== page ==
Cast: John Rain (Kippei Shiina), William Holtzer (Gary Oldman), Midori Kawamura (Kyoko Kasegawa), Yuko (Misa Shimizu), Thomas Perryman (Dirk Hunter), Tatsu Ishikura (Akira Emoto)
Director: Max Mannix
Theatrical release: 04/25/2009 (Japan)
DVD Date: 05/25/2010
Running Time: 111 minutes
Note(s): Adapted from the novel Rain Fall by Barry Eisler.
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Review: This may seem like a strange thing for me to say, but there's actually too much mystery in Rain Drop, a thriller that spends its opening 30-40 minutes or so simply confusing the viewer -- or, at the very least, confusing me -- rather than setting up a story to follow. I'll add that I haven't read the novel, the first in a series to feature John Rain, from which this screenplay was adapted, so I can't say how faithful -- or not -- the film is to the book.
Kippei Shiina stars as John Rain, an assassin -- working for whom, we're never quite sure -- who is on the trail of a government flash drive on which is copied information that is wanted by the political opposition, the police, the CIA, and the Yakuza (the Japanese mob). It's never made quite clear why everyone is after this information; indeed, three government ministers have died of "natural causes" over the past 18 months, all presumably associated with this information, all killed (I'm guessing) by Rain, who specializes in assassinating people and making it look like they died a natural death. Rain, though, is portrayed as the innocent bystander in all this, pursued himself because everyone thinks he has the drive, though I could be wrong about that. Each party in the chase -- including the dead men -- seems to have an illicit tie to an individual in another party, adding to the confusion ... which no doubt is intended to substitute for suspense. Well into the second half of the film, after an investigative reporter is killed -- Rain is innocent of this one! -- the "whydunit" is made note of, but this is far too late to matter.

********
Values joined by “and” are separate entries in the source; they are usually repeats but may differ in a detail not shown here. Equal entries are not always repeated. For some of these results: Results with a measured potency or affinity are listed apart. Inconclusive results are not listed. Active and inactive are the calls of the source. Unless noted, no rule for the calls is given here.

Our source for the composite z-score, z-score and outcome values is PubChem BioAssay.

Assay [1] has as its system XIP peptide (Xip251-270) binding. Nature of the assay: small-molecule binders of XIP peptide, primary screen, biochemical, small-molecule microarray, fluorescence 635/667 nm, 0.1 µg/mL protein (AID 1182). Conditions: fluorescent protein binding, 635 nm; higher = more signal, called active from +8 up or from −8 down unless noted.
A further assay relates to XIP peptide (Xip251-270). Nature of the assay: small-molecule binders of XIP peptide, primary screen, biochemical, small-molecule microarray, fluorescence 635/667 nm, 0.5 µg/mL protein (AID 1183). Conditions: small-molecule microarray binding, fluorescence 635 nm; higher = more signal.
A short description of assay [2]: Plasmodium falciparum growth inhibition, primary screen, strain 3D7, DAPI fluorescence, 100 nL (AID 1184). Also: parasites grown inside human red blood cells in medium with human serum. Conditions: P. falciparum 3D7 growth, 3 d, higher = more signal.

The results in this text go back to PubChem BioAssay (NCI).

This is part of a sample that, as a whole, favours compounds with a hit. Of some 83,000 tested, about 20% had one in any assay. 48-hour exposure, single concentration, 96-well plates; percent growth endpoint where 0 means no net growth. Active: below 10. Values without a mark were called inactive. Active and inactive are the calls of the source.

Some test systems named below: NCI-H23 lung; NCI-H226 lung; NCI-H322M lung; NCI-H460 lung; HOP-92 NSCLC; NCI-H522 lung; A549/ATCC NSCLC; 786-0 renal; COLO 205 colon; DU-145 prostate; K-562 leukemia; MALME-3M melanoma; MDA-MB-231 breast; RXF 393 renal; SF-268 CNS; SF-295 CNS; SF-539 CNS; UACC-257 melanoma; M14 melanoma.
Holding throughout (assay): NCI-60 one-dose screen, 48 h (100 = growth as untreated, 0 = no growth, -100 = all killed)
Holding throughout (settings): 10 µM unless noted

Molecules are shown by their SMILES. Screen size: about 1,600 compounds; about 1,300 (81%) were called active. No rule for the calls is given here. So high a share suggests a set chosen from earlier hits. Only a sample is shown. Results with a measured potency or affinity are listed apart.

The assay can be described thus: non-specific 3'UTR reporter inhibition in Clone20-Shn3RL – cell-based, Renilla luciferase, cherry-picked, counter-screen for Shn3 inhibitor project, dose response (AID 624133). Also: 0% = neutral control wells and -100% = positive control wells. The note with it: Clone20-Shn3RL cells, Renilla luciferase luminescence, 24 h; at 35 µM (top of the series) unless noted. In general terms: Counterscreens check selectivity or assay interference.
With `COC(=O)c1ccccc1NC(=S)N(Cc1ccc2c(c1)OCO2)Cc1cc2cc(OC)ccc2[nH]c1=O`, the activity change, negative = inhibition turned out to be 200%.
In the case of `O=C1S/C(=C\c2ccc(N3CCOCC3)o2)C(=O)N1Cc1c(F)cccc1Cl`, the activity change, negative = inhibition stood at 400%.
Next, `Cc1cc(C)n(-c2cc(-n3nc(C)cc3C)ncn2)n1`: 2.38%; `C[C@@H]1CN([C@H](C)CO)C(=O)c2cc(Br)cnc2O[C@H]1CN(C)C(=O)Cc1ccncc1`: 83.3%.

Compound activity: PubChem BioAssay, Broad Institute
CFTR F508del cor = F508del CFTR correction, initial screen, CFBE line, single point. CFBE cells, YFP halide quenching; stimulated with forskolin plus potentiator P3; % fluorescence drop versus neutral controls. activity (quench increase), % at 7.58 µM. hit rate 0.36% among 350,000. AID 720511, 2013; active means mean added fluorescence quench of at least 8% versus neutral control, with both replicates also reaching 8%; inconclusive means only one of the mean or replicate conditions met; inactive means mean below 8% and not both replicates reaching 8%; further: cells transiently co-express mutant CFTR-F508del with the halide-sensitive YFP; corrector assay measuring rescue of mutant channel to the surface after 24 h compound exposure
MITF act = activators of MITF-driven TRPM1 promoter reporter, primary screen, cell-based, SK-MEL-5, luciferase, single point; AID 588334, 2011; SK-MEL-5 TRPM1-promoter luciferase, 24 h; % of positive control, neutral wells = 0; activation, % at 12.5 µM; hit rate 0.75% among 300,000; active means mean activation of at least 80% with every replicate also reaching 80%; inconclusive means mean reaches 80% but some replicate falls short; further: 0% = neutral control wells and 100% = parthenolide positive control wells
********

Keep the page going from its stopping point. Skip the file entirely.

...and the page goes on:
Gary Oldman stars as William Holtzer, a CIA agent managing an office in Tokyo. He spends most of his time yelling at his subordinates and provoking the displeasure of some local female agent, who seems to be on par with him organizationally, but does little more than "tsk tsk" him during his frequent rants.
There is, of course, a silly romantic subplot between Rain and the daughter of one of the dead ministers. Though it would seem he is the greater threat to her, what with having killed her father and all, he does offer to protect her from those he says are trying to kill her. "You were too busy feeling sorry for yourself, you didn't even notice him [on your tail]," he tells her. "Do you understand how dangerous this is?"
The film finally comes to what seems to be a natural, if not entirely logical, conclusion, but no, it's not over yet. It continues with some personal, completely unrelated flashbacks and then inexplicably jumps to a scene set in a tough guy bar in New York City ... and then abruptly ends. I was absolutely baffled.
Somewhere in this tangled mess there may actually be a credible, interesting thriller of a film. But as it is there are too many rapidly cut action scenes interwoven with too many long dialog scenes -- most notably those in which the police detective investigating the ministers' deaths appears ... even so, I thought he was one of the more interesting characters in the film -- and not enough transition scenes to hold everything together in a coherent manner.
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